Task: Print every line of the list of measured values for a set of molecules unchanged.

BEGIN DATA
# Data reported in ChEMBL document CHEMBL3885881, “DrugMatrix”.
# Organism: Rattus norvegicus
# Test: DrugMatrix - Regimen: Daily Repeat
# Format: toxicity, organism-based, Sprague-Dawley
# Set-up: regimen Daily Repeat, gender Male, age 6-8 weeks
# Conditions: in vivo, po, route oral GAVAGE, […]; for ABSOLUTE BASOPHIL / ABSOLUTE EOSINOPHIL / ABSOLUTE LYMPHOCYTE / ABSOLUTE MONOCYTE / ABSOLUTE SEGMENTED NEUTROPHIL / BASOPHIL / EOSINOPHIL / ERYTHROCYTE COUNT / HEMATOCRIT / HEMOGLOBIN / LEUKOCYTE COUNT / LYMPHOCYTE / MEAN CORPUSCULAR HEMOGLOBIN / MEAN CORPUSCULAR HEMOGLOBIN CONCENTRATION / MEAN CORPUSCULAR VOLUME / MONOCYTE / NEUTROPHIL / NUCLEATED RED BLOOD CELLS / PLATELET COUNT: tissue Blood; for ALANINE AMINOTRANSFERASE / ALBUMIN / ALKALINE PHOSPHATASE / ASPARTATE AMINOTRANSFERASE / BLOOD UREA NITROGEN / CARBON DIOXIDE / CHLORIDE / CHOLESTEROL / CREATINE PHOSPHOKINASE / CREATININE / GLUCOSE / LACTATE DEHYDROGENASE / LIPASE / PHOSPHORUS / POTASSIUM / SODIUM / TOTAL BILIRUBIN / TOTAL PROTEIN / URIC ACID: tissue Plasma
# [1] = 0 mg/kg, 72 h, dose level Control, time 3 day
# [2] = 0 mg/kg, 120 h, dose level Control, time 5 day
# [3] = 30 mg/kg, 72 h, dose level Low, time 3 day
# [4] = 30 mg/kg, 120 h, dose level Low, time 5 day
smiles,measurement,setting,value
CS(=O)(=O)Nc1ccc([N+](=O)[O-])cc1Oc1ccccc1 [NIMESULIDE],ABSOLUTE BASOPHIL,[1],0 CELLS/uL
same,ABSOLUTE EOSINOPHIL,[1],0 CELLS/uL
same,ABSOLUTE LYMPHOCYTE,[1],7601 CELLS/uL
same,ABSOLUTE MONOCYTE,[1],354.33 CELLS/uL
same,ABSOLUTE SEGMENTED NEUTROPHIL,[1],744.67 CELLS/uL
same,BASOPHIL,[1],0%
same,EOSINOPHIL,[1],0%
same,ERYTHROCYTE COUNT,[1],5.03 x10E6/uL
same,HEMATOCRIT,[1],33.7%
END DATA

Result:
# Data reported in ChEMBL document CHEMBL3885881, “DrugMatrix”.
# Organism: Rattus norvegicus
# Test: DrugMatrix - Regimen: Daily Repeat
# Format: toxicity, organism-based, Sprague-Dawley
# Set-up: regimen Daily Repeat, gender Male, age 6-8 weeks
# Conditions: in vivo, po, route oral GAVAGE, […]; for ABSOLUTE BASOPHIL / ABSOLUTE EOSINOPHIL / ABSOLUTE LYMPHOCYTE / ABSOLUTE MONOCYTE / ABSOLUTE SEGMENTED NEUTROPHIL / BASOPHIL / EOSINOPHIL / ERYTHROCYTE COUNT / HEMATOCRIT / HEMOGLOBIN / LEUKOCYTE COUNT / LYMPHOCYTE / MEAN CORPUSCULAR HEMOGLOBIN / MEAN CORPUSCULAR HEMOGLOBIN CONCENTRATION / MEAN CORPUSCULAR VOLUME / MONOCYTE / NEUTROPHIL / NUCLEATED RED BLOOD CELLS / PLATELET COUNT: tissue Blood; for ALANINE AMINOTRANSFERASE / ALBUMIN / ALKALINE PHOSPHATASE / ASPARTATE AMINOTRANSFERASE / BLOOD UREA NITROGEN / CARBON DIOXIDE / CHLORIDE / CHOLESTEROL / CREATINE PHOSPHOKINASE / CREATININE / GLUCOSE / LACTATE DEHYDROGENASE / LIPASE / PHOSPHORUS / POTASSIUM / SODIUM / TOTAL BILIRUBIN / TOTAL PROTEIN / URIC ACID: tissue Plasma
# [1] = 0 mg/kg, 72 h, dose level Control, time 3 day
# [2] = 0 mg/kg, 120 h, dose level Control, time 5 day
# [3] = 30 mg/kg, 72 h, dose level Low, time 3 day
# [4] = 30 mg/kg, 120 h, dose level Low, time 5 day
smiles,measurement,setting,value
CS(=O)(=O)Nc1ccc([N+](=O)[O-])cc1Oc1ccccc1 [NIMESULIDE],ABSOLUTE BASOPHIL,[1],0 CELLS/uL
same,ABSOLUTE EOSINOPHIL,[1],0 CELLS/uL
same,ABSOLUTE LYMPHOCYTE,[1],7601 CELLS/uL
same,ABSOLUTE MONOCYTE,[1],354.33 CELLS/uL
same,ABSOLUTE SEGMENTED NEUTROPHIL,[1],744.67 CELLS/uL
same,BASOPHIL,[1],0%
same,EOSINOPHIL,[1],0%
same,ERYTHROCYTE COUNT,[1],5.03 x10E6/uL
same,HEMATOCRIT,[1],33.7%